Calibrated age dating
Then, the weight of the sample from its near-original state (i.e., when it was first fired) is subtracted from the heavier, hydroxyl-rich weight that it had when it was discovered.Given the rate of reabsorption determined through experimentation, the age of the fired clay can be calculated.Thus, the ratio of radiocarbon to stable carbon in a living plant is the same as the ratio of radiocarbon to stable carbon in the atmosphere at any given time.Animals (and humans) get their carbon atoms primarily from what they eat (i.e., plants).Part of the result of these collisions is the production of radiocarbon (C, pronounced "c fourteen"), carbon atoms which are chemically the same as stable carbon, but have two extra neutrons.Radiocarbon is not stable; over time radiocarbon atoms decay into nitrogen atoms.Radiocarbon dating works by precisely measuring the ratio of radiocarbon to stable carbon in a sample. The tree-ring chronologies have been constructed by counting the annual rings in living trees and matching patterns in these rings to older wood and dead trees.
This is because the amount and strength of cosmic radiation entering the earth's atmosphere has varied over time.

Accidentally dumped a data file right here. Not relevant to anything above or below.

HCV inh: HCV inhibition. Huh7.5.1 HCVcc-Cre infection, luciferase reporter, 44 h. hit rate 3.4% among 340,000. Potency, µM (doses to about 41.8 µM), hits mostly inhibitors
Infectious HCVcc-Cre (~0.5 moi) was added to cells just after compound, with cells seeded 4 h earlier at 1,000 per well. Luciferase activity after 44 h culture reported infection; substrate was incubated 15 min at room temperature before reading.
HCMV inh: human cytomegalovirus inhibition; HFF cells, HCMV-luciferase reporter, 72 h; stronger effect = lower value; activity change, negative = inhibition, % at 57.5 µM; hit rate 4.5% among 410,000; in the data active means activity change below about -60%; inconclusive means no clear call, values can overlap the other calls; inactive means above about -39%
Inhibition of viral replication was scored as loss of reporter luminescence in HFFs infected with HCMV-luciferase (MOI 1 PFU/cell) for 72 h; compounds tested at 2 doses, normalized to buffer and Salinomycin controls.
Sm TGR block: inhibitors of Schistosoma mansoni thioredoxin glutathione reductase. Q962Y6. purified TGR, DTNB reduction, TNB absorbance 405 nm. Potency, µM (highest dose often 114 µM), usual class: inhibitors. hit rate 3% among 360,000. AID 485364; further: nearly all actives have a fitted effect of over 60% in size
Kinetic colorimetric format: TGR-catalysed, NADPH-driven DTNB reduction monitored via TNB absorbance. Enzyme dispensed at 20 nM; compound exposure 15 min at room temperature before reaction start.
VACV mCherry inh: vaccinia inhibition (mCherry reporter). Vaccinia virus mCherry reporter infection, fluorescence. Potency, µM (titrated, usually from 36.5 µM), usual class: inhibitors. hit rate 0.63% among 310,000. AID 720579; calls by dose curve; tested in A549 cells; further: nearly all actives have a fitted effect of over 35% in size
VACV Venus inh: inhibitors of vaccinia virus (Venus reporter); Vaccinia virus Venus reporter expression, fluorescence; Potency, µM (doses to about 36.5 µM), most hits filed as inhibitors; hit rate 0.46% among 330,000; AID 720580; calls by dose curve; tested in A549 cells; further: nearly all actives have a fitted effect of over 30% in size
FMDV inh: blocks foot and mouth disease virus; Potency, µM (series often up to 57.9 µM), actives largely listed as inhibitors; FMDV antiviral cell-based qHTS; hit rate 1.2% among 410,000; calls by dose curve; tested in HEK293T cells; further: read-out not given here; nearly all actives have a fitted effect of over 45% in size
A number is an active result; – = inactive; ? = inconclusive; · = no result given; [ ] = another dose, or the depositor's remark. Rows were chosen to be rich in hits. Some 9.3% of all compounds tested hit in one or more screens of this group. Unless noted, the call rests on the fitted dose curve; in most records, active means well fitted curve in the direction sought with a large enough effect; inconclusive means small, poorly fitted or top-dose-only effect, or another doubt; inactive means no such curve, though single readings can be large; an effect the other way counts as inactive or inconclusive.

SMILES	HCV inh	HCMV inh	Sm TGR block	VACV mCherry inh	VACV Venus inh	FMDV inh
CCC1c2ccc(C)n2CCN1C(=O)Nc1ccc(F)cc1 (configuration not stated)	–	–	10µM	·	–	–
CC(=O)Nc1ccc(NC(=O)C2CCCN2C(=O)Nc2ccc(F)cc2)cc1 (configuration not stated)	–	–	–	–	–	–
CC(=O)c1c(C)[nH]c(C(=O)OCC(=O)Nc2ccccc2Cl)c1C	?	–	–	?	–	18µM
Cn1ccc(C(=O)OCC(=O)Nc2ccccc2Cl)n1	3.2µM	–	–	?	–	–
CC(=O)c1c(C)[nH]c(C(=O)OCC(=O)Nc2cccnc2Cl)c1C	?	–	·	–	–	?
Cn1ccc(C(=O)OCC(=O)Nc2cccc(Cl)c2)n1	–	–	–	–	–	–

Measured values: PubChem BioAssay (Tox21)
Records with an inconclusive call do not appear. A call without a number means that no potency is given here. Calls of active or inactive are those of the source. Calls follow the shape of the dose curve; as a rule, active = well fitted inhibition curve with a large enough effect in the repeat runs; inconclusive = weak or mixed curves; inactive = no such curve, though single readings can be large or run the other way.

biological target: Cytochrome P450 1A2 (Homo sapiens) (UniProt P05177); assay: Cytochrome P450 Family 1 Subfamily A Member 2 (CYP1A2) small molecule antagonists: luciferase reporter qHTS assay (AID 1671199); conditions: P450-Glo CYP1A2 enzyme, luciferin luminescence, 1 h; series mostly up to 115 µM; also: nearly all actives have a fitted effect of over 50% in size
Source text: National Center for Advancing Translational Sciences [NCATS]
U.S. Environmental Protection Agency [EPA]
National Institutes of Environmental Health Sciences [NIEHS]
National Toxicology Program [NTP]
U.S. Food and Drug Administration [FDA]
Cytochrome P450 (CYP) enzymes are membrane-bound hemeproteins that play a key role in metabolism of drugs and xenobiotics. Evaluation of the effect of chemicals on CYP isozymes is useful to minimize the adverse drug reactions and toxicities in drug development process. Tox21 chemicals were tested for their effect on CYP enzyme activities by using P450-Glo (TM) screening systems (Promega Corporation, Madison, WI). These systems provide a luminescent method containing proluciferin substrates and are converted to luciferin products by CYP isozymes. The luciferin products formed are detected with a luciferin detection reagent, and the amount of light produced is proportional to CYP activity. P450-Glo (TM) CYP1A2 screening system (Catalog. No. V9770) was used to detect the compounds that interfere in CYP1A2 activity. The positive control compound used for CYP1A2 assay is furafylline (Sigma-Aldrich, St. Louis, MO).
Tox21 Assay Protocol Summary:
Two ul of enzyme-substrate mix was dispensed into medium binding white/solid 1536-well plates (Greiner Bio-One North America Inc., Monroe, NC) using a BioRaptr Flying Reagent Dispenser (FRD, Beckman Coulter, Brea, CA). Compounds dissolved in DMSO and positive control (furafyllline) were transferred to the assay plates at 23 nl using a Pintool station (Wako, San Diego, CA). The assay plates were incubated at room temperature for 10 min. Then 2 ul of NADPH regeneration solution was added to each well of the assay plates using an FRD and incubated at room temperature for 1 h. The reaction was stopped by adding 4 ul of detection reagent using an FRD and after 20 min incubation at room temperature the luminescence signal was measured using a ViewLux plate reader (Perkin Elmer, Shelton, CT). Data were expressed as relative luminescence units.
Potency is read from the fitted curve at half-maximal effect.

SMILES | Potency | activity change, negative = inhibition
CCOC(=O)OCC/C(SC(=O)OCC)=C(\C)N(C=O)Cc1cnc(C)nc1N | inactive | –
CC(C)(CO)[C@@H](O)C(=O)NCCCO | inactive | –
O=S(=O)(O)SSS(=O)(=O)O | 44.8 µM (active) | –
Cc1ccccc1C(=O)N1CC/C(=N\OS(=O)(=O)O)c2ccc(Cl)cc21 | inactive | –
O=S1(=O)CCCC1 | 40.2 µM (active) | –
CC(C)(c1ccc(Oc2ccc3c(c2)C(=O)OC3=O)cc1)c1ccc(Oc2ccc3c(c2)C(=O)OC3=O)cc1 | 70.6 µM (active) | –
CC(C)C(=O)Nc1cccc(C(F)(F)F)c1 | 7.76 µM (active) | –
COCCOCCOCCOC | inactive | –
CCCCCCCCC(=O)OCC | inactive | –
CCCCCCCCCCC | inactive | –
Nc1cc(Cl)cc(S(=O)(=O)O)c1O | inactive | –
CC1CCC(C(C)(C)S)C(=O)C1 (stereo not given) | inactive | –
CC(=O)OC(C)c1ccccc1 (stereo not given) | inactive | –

Thus the ratio of radiocarbon to stable carbon in living animal tissue is also virtually the same as the ratio of radiocarbon to stable carbon in the atmosphere at any given time.
This ratio is the same for all organisms across the globe at a given time due to the mixing of the atmosphere mentioned above.
However, variations in the established age of a fired pot are still possible, since the hydroxyl reabsorption rate is temperature-dependent.
Thus, some educated guesses about ancient weather conditions, especially the average temperature, are required for this technique, which the authors of the study termed “rehydroxylation dating.” In all, the dates the researchers had calculated match very well with samples that have known ages.